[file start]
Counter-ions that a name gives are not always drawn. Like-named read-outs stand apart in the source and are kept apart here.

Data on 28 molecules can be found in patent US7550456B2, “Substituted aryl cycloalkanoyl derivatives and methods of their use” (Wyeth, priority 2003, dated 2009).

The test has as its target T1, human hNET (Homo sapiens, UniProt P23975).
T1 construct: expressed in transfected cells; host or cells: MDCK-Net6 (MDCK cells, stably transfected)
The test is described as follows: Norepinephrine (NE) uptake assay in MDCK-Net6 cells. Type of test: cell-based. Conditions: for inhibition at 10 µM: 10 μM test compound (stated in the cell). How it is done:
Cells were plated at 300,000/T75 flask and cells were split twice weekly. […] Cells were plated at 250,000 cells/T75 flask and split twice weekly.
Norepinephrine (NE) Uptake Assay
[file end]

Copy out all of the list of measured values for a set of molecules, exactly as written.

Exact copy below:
Counter-ions that a name gives are not always drawn. Like-named read-outs stand apart in the source and are kept apart here.

Data on 28 molecules can be found in patent US7550456B2, “Substituted aryl cycloalkanoyl derivatives and methods of their use” (Wyeth, priority 2003, dated 2009).

The test has as its target T1, human hNET (Homo sapiens, UniProt P23975).
T1 construct: expressed in transfected cells; host or cells: MDCK-Net6 (MDCK cells, stably transfected)
The test is described as follows: Norepinephrine (NE) uptake assay in MDCK-Net6 cells. Type of test: cell-based. Conditions: for inhibition at 10 µM: 10 μM test compound (stated in the cell). How it is done:
Cells were plated at 300,000/T75 flask and cells were split twice weekly. […] Cells were plated at 250,000 cells/T75 flask and split twice weekly.
Norepinephrine (NE) Uptake Assay